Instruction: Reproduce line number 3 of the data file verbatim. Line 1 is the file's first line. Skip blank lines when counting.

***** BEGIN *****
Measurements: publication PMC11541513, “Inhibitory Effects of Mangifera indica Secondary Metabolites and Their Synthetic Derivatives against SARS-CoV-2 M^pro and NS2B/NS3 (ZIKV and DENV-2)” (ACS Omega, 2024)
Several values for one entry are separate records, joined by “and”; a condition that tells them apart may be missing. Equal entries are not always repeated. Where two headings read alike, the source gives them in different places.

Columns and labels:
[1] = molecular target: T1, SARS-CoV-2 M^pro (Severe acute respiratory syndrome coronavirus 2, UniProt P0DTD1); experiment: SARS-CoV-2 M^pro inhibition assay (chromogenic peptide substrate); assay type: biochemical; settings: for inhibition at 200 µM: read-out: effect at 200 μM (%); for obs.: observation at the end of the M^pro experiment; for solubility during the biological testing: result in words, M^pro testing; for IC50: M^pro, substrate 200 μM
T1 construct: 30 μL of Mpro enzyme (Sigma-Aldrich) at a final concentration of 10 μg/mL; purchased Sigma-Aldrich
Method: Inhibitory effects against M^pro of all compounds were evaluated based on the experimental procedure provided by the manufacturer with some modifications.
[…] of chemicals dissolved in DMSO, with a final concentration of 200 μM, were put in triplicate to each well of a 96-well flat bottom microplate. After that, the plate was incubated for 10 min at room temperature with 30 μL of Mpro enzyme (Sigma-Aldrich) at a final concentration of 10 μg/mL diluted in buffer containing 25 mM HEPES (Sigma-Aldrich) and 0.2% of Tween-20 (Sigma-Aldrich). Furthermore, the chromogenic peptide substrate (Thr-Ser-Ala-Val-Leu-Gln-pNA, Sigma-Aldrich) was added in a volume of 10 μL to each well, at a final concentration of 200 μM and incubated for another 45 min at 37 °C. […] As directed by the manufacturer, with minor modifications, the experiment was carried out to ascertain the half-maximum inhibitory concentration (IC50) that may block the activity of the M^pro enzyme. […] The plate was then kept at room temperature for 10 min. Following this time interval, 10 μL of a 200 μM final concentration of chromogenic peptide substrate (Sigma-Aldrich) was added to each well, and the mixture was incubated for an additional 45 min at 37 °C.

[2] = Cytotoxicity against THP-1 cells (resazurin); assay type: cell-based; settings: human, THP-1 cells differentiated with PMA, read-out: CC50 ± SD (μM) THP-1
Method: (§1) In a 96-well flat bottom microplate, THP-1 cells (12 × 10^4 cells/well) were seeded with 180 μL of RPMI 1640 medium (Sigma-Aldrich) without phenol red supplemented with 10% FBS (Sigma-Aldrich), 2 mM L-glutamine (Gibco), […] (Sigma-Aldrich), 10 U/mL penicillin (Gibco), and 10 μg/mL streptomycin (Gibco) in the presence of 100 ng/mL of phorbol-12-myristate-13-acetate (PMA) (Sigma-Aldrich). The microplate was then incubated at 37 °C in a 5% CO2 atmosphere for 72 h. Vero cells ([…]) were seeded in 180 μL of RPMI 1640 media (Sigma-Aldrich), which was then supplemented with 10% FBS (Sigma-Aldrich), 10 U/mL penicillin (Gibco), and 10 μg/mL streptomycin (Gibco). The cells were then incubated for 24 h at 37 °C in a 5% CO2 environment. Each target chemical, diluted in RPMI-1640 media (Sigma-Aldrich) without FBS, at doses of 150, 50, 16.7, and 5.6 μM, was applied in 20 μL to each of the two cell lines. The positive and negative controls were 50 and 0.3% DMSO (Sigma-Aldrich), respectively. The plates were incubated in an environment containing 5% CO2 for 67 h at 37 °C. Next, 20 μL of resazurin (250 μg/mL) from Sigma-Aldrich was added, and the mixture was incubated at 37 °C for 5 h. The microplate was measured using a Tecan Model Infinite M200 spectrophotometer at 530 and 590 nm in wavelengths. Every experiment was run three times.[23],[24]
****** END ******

Columns and labels: